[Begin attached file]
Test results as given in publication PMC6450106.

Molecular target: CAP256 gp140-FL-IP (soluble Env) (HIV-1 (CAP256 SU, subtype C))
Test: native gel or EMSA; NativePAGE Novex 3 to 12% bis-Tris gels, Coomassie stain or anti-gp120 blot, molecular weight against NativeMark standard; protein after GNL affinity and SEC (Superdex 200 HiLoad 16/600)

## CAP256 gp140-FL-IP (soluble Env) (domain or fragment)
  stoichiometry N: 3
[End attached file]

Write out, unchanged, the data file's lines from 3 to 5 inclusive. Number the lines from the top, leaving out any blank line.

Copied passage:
Test: native gel or EMSA; NativePAGE Novex 3 to 12% bis-Tris gels, Coomassie stain or anti-gp120 blot, molecular weight against NativeMark standard; protein after GNL affinity and SEC (Superdex 200 HiLoad 16/600)

## CAP256 gp140-FL-IP (soluble Env) (domain or fragment)
  stoichiometry N: 3